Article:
Microsoft Surface 2 vs Apple iPad Air

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Microsoft Surface 2 vs Apple iPad Air

In the Redmond corner, we have the latest from Microsoft, the Surface 2 – the tablet for productive types that need more than just apps. In the Cupertino corner, Apple’s taken the wrappers off its latest and (in its own words) “greatest tablet ever” - The iPad Air. Can Apple's thinly-sliced slate compete with the flexibility of Microsoft's second-gen Surface?

It’s been an awkward first year for Microsoft in the tablet space, with the Surface RT failing to live up to its lofty expectations as an iPad killer. This year’s model has addressed many of the criticisms levelled at its predecessor – though with Apple’s slimmer, sexier and speedier iPad Air as the new de facto competition, let’s see which spec comes out on top.

Beauty beneath the Surface 

On the design front, both tablets feel more like an evolution of their predecessors than a sea change. The iPad Air has gone for a major slim-down, weighing in at a svelte 469g and measuring an almost absurdly thin 7.5mm in depth. The 43 percent smaller bezel is the main design change you’ll notice if you’re upgrading from an older model, and the design feels more akin to the iPad Mini than the previous 9.7in variant. It's a gorgeous device from every angle, taking the winning design people know and love and refining it properly for the first time since the introduction of the iPad 2.

Microsoft Surface 2

The new Surface is also a refinement upon the original: there’s a slimming down from 9.4mm to 8.9mm, and 5g shaved off the weight, despite other dimensions staying put. The silver swathes of magnesium still look fantastic and the Surface 2 feels solid and well-made in every regard.  The kick-stand we loved from the original Surface RT remains, but it now has a 40- as well as a 20-degree tilt – a welcome addition.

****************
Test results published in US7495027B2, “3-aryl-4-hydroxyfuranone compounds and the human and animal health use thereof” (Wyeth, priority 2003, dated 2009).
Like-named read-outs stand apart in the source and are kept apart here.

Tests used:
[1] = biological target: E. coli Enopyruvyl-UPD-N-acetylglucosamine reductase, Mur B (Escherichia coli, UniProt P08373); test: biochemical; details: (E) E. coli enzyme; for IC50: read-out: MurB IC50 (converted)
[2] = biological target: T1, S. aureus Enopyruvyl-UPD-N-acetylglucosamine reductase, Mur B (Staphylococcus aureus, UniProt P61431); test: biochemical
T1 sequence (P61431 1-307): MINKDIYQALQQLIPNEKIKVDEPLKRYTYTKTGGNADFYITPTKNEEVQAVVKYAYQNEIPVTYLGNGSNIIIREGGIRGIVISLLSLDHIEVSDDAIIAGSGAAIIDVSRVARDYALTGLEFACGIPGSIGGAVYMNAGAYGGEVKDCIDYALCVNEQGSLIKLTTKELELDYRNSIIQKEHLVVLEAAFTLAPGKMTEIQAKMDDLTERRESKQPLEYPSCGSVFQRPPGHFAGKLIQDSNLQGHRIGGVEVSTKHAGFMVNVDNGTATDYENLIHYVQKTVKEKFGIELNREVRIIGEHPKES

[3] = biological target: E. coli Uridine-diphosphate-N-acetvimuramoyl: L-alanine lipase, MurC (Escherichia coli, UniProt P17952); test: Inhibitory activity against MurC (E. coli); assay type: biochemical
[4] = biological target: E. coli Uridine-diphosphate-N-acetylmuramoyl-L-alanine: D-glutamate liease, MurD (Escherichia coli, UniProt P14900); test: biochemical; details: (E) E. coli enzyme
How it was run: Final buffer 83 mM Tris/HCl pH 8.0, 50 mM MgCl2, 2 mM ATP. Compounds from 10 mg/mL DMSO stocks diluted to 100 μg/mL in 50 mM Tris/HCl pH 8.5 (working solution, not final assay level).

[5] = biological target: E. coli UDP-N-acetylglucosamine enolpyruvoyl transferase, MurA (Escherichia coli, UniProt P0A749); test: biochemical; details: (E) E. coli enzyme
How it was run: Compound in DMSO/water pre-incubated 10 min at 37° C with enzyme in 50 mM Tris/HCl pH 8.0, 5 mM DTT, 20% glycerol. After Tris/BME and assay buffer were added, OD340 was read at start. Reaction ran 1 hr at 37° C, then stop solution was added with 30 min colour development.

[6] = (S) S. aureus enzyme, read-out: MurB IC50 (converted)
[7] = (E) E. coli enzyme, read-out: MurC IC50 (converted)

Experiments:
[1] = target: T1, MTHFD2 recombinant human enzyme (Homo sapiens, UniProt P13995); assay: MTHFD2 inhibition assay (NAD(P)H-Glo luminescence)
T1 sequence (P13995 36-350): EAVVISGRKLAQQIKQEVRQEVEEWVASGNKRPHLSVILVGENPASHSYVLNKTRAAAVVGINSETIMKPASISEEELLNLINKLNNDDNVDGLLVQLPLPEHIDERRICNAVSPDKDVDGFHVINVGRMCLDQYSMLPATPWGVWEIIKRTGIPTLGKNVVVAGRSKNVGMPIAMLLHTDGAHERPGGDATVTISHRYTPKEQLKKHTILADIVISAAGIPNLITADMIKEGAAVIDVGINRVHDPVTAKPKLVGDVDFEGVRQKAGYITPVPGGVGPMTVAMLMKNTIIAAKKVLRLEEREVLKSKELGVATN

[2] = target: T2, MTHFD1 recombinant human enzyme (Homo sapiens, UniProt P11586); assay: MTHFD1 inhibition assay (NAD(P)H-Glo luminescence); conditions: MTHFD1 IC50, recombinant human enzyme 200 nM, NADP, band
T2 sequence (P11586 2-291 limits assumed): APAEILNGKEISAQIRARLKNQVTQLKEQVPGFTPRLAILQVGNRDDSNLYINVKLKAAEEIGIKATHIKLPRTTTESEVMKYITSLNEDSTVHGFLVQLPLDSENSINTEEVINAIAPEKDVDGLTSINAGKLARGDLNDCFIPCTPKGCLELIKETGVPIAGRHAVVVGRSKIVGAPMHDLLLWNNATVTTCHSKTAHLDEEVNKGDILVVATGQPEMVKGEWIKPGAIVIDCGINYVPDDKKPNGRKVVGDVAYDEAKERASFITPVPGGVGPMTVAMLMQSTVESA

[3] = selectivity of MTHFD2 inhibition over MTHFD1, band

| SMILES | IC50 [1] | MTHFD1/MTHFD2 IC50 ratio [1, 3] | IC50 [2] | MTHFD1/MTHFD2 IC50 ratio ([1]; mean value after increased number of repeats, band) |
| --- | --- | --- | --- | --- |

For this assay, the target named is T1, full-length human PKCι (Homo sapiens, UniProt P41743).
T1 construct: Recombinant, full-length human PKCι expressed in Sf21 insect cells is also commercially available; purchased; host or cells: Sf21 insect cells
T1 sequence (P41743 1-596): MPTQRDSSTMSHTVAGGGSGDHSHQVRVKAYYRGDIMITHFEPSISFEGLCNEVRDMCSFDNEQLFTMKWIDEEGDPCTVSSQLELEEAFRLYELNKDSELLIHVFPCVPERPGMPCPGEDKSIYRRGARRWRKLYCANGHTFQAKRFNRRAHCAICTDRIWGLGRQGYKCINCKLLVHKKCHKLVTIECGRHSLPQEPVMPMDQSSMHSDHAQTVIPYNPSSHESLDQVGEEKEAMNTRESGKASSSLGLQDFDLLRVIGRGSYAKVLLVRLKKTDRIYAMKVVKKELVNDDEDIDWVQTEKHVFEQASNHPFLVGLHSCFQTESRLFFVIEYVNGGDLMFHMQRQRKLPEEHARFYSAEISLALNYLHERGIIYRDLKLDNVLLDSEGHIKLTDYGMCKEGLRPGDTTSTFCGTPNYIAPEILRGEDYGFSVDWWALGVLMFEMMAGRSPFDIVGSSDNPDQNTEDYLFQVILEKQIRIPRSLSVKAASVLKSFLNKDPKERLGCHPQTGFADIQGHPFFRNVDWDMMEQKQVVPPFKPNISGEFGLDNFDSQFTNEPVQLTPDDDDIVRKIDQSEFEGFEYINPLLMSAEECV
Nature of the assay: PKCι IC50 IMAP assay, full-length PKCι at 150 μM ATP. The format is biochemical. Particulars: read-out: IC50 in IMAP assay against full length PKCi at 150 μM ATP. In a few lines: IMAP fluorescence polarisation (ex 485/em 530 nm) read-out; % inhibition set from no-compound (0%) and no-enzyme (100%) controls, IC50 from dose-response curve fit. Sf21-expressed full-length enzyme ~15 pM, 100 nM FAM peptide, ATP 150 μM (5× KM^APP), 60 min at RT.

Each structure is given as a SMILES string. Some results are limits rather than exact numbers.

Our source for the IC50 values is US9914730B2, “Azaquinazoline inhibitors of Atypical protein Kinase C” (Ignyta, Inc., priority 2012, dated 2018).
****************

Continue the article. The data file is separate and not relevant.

Winner (on paper): Draw

Pixels pushed 

The original Surface was deemed a little lacking in its screen specs, something that Microsoft has rectified with version 2 – ramping the resolution of its 10.6in TFT touchscreen up to 1080p for a pixel density of 208 ppi.

iPad Air screen

With the iPad, the same 2046 x 1536 Retina display that has graced the last two generations of Apple’s maxi-slab puts Apple at an obvious advantage.  You may not notice from a distance, but up close and when displaying high-resolution photos, the difference becomes more apparent.

Winner (on paper): iPad Air

Power upped 

iOS is built from the ground-up to be a beautifully smooth experience – even if you were running multiple background apps or browser tabs, the A6-toting iPad was always a great experience. With the 64-bit A7 processor on board, the Air will laugh in the face of multi-tasking and next-gen mobile games. In fact, Apple claims it’s up to eight times faster than last year’s silicon. As for its 64-bit capabilities, we'll have to wait for more apps to support the architecture to truly see if they're worth getting excited about.